Every little kid has anxieties, whether it’s the monsters under the bed or the big fierce dog around the corner. Most of us consider such childhood fears a normal part of growing up and assume they have no lasting effects, since they usually fade as kids get older.
But now Stanford researchers have determined that young children who experience levels of anxiety that are relatively high – but still within the range of normal – show differences in a region of the brain associated with perception and regulation of emotion when compared to other kids.
The region – called the amygdala – was significantly larger and more strongly connected to certain other parts of the brain in the anxious children.
I talked recently with Vinod Menon, PhD, professor of psychiatry and behavioral sciences, and senior author of the study, which was published online today in Biological Psychiatry.
Menon explained to me that children who experience prolonged stress and anxiety during childhood are at increased risk of developing anxiety disorders and depression later in life. He also said that adults with such disorders have amygdalas that are larger and more strongly connected than average.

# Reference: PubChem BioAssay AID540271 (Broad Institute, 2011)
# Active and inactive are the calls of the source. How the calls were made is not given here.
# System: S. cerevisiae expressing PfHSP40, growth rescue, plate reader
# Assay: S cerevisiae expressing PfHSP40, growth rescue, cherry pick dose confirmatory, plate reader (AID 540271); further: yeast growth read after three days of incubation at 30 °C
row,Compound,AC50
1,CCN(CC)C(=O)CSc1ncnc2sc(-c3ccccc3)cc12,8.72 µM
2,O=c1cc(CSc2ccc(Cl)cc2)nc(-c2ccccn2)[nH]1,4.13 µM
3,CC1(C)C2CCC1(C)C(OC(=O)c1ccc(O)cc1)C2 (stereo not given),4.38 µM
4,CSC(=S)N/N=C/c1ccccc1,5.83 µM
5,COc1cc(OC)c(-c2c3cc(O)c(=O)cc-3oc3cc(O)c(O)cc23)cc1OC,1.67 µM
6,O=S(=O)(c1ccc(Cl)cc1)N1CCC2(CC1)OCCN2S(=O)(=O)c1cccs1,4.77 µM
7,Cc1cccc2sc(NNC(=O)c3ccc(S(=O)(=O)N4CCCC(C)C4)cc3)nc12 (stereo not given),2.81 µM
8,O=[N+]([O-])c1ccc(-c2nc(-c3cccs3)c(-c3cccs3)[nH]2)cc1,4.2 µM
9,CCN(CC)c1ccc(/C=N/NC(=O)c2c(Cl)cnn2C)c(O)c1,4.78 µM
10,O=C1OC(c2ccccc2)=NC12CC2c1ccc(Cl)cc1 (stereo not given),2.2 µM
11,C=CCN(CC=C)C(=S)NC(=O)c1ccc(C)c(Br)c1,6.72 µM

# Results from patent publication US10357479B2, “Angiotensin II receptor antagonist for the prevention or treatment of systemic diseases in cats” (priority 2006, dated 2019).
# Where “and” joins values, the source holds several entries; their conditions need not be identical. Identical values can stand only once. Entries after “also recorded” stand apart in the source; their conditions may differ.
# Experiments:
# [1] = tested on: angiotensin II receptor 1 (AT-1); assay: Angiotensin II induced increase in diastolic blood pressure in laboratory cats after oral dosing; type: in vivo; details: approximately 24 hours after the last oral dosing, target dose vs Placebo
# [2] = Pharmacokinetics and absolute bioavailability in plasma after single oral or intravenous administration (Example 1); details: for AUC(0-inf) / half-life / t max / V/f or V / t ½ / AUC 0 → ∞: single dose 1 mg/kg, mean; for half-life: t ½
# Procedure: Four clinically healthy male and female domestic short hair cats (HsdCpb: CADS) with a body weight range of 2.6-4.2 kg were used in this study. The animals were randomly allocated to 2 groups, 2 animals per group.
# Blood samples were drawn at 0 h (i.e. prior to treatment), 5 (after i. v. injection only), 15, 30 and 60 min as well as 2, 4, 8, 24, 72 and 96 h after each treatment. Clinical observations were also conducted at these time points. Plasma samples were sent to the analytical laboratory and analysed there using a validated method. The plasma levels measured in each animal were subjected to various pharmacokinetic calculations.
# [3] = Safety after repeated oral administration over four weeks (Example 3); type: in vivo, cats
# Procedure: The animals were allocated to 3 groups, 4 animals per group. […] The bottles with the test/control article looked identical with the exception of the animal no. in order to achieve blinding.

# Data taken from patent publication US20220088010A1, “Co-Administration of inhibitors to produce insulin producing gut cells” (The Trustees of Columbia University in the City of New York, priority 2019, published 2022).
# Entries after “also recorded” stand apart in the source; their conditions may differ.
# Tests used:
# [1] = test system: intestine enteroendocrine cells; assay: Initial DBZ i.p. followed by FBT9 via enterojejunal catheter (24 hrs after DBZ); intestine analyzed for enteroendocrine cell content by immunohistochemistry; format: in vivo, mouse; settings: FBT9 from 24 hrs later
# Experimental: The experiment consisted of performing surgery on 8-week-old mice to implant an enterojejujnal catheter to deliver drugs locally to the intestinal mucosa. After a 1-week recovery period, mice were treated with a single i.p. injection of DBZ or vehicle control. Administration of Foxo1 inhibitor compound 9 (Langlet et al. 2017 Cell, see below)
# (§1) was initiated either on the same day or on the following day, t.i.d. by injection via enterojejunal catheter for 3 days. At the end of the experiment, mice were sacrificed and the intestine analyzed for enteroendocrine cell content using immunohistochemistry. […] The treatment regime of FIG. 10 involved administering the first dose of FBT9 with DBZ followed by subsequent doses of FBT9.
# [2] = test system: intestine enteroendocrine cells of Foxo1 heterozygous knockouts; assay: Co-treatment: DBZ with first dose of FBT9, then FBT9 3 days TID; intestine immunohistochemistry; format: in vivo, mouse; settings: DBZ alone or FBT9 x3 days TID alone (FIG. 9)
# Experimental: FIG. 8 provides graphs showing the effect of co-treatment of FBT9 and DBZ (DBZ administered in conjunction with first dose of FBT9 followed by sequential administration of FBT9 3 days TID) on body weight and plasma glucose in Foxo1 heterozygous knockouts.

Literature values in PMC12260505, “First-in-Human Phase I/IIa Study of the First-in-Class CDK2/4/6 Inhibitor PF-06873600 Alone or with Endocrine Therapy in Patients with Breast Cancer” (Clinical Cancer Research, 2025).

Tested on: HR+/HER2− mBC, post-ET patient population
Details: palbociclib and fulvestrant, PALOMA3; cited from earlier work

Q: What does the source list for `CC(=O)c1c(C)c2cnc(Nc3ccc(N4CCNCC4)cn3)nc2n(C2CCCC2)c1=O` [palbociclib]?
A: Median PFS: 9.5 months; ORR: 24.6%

But it’s a bit of a chicken or egg situation at this point, he said, since it’s unclear whether the anxiety alters the amygdala, or if an altered amygdala causes the anxiety.
What surprised Menon and the lead author of the study, postdoctoral researcher Shaozheng Qin, PhD, was that the alterations to the structure and connectivity of the amygdala were so pronounced in children who were relatively young – ages 7 to 9 – and whose anxiety didn’t rise to the level of being considered clinical.
They emphasized that children with enlarged amygdalas aren’t necessarily condemned to mood disorders later in life. But they hope that as more insights are gained into the influence of childhood anxiety on the amygdala, it will aid in the early identification and treatment of children at risk for anxiety disorders.
You can read more details about the study in our press release.
Previously: How does your body respond to stress?, New research tracks “math anxiety” in the brain and Fear leads to creation of new neurons, new emotional memories
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